This post is the first in our Customers We Love series, a chance for us to turn the pen over to some of the amazing people we have the pleasure of working with everyday. Meet Garrett Messer. Garrett is HR Manager of Organizational Learning & Development at ZirMed, Inc. In his 8 years at ZirMed, he has been in Operations, IT, and Human Resources roles. In his current role, he manages employee orientations and other company-wide training initiatives. Take it away, Garrett!
The Learning & Development Industry: how is it evolving?
As an HR professional in charge of learning and development at a leading cloud-based software company serving the healthcare industry, I’ve seen L&D embrace a variety of new and evolving trends, including:
When products stayed the same, there was minimal need to train and retrain. That’s still true of some products, which is why we only have to take the driving test once. If cars were suddenly able to fly, every driver would have to be retrained.
However, as technology and business practices continue to change faster and faster, our knowledge and skills need constant updating. Those who stay current get to keep their jobs. I always tell new employees that people can become out of date just like software, which is why they need to invest in themselves through continual learning.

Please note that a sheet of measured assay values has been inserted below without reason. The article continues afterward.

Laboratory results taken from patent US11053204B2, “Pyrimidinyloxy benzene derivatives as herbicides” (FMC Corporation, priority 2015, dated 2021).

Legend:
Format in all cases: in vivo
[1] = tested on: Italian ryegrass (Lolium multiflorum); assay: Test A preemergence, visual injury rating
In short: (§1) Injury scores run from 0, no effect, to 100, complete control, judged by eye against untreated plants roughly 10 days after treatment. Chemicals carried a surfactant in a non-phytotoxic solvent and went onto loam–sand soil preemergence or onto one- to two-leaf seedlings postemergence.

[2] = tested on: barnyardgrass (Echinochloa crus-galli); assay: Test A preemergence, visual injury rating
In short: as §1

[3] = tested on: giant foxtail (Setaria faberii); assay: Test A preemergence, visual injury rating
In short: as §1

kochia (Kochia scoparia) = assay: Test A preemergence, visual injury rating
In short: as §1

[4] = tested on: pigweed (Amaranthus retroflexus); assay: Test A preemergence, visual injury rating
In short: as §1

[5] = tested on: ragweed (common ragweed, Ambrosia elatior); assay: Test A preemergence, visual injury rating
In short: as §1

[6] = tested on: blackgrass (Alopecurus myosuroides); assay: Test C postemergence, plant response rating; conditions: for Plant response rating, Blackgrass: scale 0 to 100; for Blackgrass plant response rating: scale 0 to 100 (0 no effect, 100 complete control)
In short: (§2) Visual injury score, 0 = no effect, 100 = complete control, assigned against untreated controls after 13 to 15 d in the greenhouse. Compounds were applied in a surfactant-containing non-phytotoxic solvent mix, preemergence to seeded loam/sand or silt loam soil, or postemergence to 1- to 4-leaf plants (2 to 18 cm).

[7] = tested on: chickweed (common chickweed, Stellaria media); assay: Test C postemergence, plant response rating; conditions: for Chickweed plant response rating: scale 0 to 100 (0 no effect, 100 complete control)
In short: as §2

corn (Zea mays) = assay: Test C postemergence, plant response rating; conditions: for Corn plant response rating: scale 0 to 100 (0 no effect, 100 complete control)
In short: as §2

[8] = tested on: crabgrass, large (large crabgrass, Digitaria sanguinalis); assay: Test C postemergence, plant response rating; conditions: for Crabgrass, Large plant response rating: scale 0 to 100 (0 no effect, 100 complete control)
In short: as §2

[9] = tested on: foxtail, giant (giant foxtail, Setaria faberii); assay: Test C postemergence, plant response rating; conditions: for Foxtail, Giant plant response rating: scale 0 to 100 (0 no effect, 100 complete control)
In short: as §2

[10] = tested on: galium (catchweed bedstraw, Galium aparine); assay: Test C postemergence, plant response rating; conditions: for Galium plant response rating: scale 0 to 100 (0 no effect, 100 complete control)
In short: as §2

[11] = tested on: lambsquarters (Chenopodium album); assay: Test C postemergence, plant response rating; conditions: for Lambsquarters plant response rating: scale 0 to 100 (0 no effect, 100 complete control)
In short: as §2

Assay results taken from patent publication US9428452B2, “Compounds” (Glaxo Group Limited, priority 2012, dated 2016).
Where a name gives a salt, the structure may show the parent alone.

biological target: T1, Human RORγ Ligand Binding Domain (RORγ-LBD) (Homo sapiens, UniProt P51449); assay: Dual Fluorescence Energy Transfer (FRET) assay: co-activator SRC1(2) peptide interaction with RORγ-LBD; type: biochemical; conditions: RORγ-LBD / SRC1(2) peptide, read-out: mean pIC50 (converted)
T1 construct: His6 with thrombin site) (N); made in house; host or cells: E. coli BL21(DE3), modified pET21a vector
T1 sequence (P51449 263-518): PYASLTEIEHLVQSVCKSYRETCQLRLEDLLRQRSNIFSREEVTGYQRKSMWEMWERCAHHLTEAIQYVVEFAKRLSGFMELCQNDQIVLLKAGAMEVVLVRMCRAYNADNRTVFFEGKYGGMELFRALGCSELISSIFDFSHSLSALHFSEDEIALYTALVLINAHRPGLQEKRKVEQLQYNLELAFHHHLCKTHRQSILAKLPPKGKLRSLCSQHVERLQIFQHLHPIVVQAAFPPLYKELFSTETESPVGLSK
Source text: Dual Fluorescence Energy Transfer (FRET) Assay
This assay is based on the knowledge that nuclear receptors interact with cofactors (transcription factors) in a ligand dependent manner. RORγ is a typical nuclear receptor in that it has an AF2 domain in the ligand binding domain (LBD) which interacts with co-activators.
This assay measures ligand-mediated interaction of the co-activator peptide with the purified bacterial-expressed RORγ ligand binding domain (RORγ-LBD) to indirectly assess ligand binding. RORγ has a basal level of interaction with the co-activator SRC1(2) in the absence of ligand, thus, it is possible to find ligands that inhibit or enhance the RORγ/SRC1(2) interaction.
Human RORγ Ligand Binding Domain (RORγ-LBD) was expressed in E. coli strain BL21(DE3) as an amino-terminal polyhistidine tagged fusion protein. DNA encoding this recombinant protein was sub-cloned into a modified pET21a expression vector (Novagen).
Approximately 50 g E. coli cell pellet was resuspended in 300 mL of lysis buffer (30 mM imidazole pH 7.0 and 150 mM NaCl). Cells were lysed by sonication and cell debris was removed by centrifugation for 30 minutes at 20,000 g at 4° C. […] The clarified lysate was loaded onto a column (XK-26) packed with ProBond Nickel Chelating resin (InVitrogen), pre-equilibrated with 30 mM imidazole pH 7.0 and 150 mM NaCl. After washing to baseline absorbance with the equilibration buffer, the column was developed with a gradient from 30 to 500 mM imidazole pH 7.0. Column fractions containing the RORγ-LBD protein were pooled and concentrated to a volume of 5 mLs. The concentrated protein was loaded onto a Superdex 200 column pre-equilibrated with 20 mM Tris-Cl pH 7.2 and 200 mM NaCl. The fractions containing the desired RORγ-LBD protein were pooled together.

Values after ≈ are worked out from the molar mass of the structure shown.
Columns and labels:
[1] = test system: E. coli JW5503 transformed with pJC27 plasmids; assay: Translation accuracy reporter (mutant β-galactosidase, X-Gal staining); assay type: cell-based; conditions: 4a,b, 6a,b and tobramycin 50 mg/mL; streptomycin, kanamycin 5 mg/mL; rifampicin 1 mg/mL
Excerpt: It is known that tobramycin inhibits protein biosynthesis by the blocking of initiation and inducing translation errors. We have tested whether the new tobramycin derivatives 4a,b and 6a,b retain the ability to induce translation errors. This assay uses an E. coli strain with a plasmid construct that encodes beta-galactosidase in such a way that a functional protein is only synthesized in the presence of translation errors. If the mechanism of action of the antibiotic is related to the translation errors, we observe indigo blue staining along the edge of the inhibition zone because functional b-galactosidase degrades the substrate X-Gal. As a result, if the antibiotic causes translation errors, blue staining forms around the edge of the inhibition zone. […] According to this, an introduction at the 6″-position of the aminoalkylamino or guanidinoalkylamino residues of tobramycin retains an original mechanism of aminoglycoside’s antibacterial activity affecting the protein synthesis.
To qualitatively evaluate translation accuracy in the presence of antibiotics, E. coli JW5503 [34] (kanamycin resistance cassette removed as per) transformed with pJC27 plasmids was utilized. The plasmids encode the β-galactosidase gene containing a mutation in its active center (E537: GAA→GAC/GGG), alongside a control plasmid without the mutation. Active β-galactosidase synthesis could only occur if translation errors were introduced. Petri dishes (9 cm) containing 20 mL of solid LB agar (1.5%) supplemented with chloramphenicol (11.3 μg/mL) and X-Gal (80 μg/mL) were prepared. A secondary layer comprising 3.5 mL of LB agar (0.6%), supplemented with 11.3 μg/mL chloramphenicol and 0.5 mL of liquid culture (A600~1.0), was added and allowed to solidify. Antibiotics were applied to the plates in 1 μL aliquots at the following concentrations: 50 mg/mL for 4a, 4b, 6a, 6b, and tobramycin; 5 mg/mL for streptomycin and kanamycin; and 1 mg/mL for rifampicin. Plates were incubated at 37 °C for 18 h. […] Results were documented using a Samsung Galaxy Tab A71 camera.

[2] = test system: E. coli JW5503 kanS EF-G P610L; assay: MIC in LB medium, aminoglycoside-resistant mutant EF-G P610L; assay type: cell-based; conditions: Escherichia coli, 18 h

Some managers will point you to education to make you a better worker in your current role, but far fewer managers will point you to education that will help you excel in your career. I say, “Don’t let your job description be your eulogy!” Take control of your learning.
Dan Pink does a nice job explaining how we can motivate people in the workplace and beyond. Find your purpose and take on the effort yourself. Know the end goal and learn at your own pace—even if it’s faster than everyone around you.
Searching for Learning
How and where do you go to learn—your company’s LMS? A brick-and-mortar or online college? A MOOC (massive open online course) ? A pay site? And once you get there, which courses and resources will you choose?
As learning opportunities increase, so does the challenge of navigating them. We all need information to help us make those decisions, and we want feedback from our peers on the quality of the education.
Sharing educational information reduces effort and formality. We want others to tell us whether the material we’re considering is good or bad—and why. We feel more comfortable when we can consult stars, ratings, and reviews so we can make faster, more confident decisions.
We also want to share what we learn with others. Communities of learning empower us to interact and discuss the things that interest us—check out John Green’s TedTalk about his experiences with them.
Education will continue to become more personalized and customizable. Portability and availability will increase. And you’ll have even fewer reasons to wait for your boss or HR department to tell you what to learn.
-- Garrett Messer